Iran refuses to grant visas to congressmen amid nuclear deal row

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Iran said Tuesday it would not grant visas to three U.S. congressmen opposed to the nuclear deal, calling their request to monitor the accord a "publicity stunt."

The three Republican lawmakers — Reps. Frank LoBiondo of New Jersey, Mike Pompeo of Kansas and Lee Zeldin of New York — all voted against the deal and are part of a GOP backlash against the pact negotiated by Democratic President Barack Obama's administration. The accord limited Iran's ability to enrich uranium in exchange for the lifting of crippling economic sanctions.

Iran's Foreign Ministry said in a letter it refused the request over "the completely inappropriate way you have demanded to visit Iran and interfere in what is of no relevance to (your) official functions.'"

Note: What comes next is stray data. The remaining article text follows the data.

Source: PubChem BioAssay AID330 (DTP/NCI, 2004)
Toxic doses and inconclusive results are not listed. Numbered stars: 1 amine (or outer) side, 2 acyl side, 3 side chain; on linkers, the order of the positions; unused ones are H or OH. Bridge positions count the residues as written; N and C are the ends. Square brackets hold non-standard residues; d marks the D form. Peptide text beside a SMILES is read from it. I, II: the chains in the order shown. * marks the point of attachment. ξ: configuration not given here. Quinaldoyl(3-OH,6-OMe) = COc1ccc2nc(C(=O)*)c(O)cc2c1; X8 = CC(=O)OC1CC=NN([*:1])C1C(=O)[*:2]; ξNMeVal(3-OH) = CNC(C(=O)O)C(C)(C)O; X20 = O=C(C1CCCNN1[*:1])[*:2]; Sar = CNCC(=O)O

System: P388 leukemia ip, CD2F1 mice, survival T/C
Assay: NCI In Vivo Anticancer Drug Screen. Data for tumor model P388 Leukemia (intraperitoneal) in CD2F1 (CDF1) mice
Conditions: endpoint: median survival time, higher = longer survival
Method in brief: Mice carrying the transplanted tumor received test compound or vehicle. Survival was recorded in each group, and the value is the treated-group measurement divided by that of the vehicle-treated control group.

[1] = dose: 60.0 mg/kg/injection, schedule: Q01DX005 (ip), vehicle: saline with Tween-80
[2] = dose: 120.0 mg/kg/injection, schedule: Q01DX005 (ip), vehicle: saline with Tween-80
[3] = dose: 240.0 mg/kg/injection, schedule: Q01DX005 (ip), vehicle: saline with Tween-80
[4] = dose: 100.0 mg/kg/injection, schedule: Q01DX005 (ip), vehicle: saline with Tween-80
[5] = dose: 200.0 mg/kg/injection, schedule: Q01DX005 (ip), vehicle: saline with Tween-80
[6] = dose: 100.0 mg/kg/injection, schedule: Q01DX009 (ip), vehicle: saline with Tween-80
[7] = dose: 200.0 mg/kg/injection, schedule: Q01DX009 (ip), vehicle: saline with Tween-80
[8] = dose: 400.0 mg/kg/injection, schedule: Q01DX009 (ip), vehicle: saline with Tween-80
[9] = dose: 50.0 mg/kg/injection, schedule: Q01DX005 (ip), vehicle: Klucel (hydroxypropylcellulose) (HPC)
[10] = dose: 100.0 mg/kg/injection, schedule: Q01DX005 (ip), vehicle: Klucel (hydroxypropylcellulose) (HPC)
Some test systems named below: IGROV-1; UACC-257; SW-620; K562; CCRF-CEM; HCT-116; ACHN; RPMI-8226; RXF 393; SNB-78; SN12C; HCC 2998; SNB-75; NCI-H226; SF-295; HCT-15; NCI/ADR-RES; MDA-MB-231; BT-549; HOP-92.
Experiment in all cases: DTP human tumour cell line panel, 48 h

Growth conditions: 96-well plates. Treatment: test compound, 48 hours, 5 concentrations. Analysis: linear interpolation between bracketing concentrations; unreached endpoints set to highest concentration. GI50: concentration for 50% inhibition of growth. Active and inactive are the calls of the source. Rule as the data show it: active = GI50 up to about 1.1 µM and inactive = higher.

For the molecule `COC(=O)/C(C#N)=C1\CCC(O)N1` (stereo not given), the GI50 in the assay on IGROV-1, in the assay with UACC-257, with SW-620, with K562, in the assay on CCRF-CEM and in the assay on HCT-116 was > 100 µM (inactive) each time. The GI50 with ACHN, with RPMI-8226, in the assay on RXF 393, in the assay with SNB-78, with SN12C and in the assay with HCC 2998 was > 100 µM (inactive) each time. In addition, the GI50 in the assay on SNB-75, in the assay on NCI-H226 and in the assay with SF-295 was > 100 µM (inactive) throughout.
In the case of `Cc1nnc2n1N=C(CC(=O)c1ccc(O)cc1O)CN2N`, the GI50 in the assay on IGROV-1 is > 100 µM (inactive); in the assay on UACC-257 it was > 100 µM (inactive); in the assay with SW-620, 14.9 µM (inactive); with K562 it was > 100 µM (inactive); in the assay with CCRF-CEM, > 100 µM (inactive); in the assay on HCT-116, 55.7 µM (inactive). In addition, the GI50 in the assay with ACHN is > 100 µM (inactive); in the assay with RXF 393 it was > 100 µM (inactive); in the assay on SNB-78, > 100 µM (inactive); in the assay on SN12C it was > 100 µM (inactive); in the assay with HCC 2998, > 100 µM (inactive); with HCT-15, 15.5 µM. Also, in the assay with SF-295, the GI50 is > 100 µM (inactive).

"Despite what you seem to presume, (members) of the U.S. Congress do not get to dictate the policies of other countries," the letter read.

The congressmen asked in February to observe Iran's parliamentary elections, see "American hostages" and visit three nuclear facilities. Iran's semi-official ISNA news agency also said they wanted to discuss Iran's brief detention of 10 U.S. Navy sailors in January.

LoBiondo said it was "deeply disappointing, though not surprising" that Iran denied "our legitimate request with insults and deflections." Pompeo said he still wanted Iran to grant him a visa, even though the country continues to "act as a rogue and hostile nation."

Zeldin, meanwhile, said Iran's response "spits in the face of the freedom-loving world."

"While Obama and (Secretary of State John) Kerry prop up the wrong regime, one opportunity after another is being missed to replace these Iranian thugs with true leaders and peaceful actors," Zeldin said.